This post is the seventh in a hopefully substantive and informative series of posts about Apache Crunch, a framework for enabling Java developers to write Map-Reduce programs more easily for Hadoop.

In my previous and sixth tutorial on Apache Crunch, we covered setting custom Hadoop configuration options on a per-job basis. Let’s talk about how we can scale Crunch and its performance with our data, more so than it already does out of the box.

I’m talking about scaleFactor(). And it’s not the factor of how many reptilian scales cover your data — no, I mean the factor by which your data grows or shrinks when it passes through Crunch. Specifically, how your data grows or shrinks as it passes through a specific DoFn (do function).

ScaleFactor, Explained

In most scenarios, you’re going to do the following in Crunch:

  • Ingest data into a PCollection
  • Process and enhance the data
  • Write it out somewhere on Hadoop/HDFS

But what if you have a data set that, when written/processed from Crunch, doesn’t 100% match the size of the data before you gave it to Crunch? That’s called scaling — meaning your data either grew or shrunk based on your processing. Here’s a common example: Say your data on ingestion contains records about purchases/transactions in a store when you put it into a Crunch PCollection. As part of processing, your goal is to only return records that match a certain criteria. Let’s say that criteria is “records that are product returns”, meaning your Crunch pipeline will read in data with all transactions, and return/write only records that are logged as returns to the store by a customer. Assume in this scenario that this file contains all form of transactions, like purchases and returns.

Let’s say that your store’s return rate is 50%. While that’s a disastrous customer satisfaction rate and you’re likely to be out of business soon, let’s run with it. Crunch’s Filter DoFns, for example, by default, expect you to return (otherwise known as “emit”) about half the records you bring into a Filter DoFn from a PCollection. Having our return rate be 50% is great in this situation because of that default value — but we won’t always return half of what we run through a DoFn. In fact, we’ll often return more than what we ingested because of the act of creating data from data that’s processed.

You can return back as much or as little as you want, and Crunch usually handles it pretty well. But if you let it know ahead of time that the data is going to expand or shrink by a significant margin, you can save Crunch (and yourself) some optimization headaches down the road.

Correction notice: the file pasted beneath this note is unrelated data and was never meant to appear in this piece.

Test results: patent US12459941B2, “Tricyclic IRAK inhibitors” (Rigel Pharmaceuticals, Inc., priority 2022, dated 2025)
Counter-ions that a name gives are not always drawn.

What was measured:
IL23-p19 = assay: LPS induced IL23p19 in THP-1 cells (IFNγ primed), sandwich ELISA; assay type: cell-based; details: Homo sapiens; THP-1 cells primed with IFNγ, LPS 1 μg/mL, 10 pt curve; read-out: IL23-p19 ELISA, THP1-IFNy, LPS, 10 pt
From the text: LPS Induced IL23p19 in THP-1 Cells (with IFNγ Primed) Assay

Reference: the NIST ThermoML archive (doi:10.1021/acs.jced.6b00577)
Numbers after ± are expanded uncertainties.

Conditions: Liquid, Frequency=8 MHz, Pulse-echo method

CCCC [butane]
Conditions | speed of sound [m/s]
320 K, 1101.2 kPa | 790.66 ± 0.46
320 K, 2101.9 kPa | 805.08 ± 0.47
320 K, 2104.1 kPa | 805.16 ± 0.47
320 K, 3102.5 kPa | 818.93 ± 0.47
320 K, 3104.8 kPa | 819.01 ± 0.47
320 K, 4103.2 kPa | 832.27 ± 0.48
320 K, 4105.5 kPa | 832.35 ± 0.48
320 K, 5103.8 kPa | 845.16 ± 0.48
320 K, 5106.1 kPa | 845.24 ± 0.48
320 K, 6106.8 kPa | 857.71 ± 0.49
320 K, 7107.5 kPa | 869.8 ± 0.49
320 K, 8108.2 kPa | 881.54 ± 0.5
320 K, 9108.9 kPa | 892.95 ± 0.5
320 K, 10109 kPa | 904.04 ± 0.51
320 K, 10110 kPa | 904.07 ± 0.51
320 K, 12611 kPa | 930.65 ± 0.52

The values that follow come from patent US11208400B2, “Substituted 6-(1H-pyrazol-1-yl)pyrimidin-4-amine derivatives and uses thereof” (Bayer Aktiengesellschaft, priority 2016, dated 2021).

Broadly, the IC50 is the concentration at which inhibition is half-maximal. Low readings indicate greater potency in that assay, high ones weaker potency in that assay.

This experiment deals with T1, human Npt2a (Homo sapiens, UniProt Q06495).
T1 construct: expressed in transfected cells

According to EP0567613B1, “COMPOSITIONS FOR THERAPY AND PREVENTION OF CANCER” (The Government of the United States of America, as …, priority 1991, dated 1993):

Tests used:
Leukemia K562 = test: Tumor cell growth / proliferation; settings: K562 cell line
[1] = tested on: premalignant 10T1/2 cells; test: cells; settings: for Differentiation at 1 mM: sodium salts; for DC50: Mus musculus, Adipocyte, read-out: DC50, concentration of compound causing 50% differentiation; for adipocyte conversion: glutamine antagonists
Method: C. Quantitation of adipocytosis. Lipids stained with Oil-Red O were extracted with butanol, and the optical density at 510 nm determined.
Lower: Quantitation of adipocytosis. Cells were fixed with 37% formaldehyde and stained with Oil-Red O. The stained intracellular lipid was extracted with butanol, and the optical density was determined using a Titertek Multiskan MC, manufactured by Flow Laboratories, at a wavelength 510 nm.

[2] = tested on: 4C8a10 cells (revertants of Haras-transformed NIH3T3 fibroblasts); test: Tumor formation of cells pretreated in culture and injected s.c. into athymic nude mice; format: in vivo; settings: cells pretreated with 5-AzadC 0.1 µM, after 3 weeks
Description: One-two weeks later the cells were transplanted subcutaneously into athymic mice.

See this excerpt from the Hadoop Definitive Guide: 4th Edition (full attribution at the bottom of this page):

“If your DoFn significantly changes the size of the PCollection it is operating on then you can override its scaleFactor() method to give a hint to the Crunch planner about the estimated relative size of the output, which may improve its efficiency.

FilterFn’s scaleFactor() method returns 0.5; in other words, the assumption is that implementations will filter out about half of the elements in a PCollection. You can override this method if your filter function is significantly more or less selective than this.”

So if I know that my data will be 4x (four times) larger when it leaves a DoFn to become a new PCollection, I can tell Crunch that with the scaleFactor method in my DoFn(s):

 public float scaleFactor(){
 return 4.0f;

But wait, where does this cool little function go? Inside your DoFn class, and right after your process method:

 static DoFn<String, String> DoFn_CreateRecords(){
 return new DoFn<String, String>() {
 public void process(String input, Emitter<String> emitter) {
 emitter.emit(input + "1");
 emitter.emit(input + "2");
 emitter.emit(input + "3");
 emitter.emit(input + "4");

 public float scaleFactor(){
 return 4.0f;

So this isn’t exactly a quality example because the above DoFn just returns every record 4 times, with a number appended after each… but you get the point yeah? The idea is that our data starting with PCollection 1 will grow through this DoFn on its way to PCollection 2. Setting the ScaleFactor in our DoFn allows us to hint to the Crunch Planner that our data will grow, so it can set some attributes like num.reduce.tasks accordingly and potentially raise its efficiency.

You can do this for any and all DoFns you wish. Pretty useful, huh?

Thanks for reading today’s tutorial! Hope you can apply ScaleFactor to your work. Let me know what you’d like to learn about next!

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